For a long time, it was a “yes”. For a few years, I was pulled in by the fiscal lure. There are no manuals for someone who grows up having less to suddenly land at a juncture of having more. So I had to be my own guide.
While I was saying “yes”, I was afforded opportunities that I had known only as unaffordable. I had a chance to live out and explore my heart, and the unusual circumstances that make up my life. For the time I said “yes”, I am grateful for the people and things that subtly shaped my subconscious mind and what I learned about myself in the process of learning about others.
But I was not the first one to say “no”. I found both the closure I needed after a frustrating final year, and the luck to find a better way to live according to my values through my work.
So it was surprising when the conversation restarted after so long. It caught me off-guard for a number of reasons. Of most interest to me, I had never valued my community management work in an annual salary range like that. This experience put the value of my work into perspective; the context of the “who” is also significant in this way. Not only did it change my perspective on the value of this work, but it made me aware to what the upper bounds of salary ranges may look like for those privileged few organizations with huge talent development budgets and incentive programs.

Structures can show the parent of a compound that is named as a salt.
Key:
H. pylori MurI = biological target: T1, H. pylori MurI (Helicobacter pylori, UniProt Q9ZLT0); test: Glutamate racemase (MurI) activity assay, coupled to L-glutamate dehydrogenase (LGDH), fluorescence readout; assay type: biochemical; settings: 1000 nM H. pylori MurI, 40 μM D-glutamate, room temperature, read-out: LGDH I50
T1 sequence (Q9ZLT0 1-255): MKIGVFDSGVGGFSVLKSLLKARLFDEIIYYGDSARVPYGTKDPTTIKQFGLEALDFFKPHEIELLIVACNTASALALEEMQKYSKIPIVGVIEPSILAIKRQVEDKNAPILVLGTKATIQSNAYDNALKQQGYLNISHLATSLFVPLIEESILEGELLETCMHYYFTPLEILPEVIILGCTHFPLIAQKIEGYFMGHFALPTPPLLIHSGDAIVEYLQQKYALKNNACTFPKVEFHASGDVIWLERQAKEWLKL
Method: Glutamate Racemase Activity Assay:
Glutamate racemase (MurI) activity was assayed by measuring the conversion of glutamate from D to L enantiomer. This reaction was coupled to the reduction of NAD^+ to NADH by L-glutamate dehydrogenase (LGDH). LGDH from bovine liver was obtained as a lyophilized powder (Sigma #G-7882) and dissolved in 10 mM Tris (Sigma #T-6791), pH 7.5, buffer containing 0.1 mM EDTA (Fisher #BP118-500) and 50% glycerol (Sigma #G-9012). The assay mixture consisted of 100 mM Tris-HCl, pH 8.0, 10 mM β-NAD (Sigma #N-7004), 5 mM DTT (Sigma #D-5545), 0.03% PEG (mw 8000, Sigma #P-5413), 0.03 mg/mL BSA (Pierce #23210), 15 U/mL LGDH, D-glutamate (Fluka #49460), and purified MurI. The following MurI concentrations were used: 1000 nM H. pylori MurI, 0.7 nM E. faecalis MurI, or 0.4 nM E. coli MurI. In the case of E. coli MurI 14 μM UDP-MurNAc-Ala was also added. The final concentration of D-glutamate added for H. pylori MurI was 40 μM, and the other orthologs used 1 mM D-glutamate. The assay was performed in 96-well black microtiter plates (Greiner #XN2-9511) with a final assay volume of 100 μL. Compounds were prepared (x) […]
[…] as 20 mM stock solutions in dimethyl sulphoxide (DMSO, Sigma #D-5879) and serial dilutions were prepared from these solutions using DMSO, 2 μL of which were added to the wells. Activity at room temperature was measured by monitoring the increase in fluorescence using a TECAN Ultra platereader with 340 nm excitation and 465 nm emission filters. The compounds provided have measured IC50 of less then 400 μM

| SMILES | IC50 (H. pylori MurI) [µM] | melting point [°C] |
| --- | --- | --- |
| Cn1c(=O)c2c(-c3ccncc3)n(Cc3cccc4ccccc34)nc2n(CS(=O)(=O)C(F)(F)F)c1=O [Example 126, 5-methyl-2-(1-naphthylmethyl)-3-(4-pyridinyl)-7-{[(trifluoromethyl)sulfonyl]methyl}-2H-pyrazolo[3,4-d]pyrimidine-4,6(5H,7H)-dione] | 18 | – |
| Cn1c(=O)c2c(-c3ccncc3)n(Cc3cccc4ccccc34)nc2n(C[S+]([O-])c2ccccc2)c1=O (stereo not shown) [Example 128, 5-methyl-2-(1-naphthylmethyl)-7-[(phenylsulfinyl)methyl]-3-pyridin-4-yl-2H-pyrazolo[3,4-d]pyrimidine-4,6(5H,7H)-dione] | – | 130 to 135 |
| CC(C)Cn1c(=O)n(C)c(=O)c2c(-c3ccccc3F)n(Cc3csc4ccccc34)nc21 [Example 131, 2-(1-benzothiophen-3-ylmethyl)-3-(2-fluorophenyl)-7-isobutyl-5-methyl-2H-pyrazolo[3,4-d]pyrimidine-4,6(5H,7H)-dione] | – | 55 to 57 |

But this stroke of fate also made me question my “why”. Why do I do what I do? For what or for whom do I do it for? These are deep questions that I have a privilege of asking myself. When I looked inward and sought to understand my feelings, I knew that I measure employment offers in my ability to live with an abundant heart. The salary range is secondary.
Every day, I wake up and get to ask how my daily work and practice impacts the lives of children. While there is more complexity and metrics in play, the ultimate purpose of what I do is centered first on real human impact, not stock prices and operational profit. There is no salary in any dollar range that I would trade for what I have.
So this time, it was my turn to say no. Not out of spite, nor out of anger. But the seasons I have changed, and so have I. My old leaves have fallen and new ones are in their place. I am grateful for the mentorship and guidance I received for those years I said “yes”. As alluring as it is may be to imagine a 250% pay increase…
I’m happy to continue making good from where I am with the things I already have.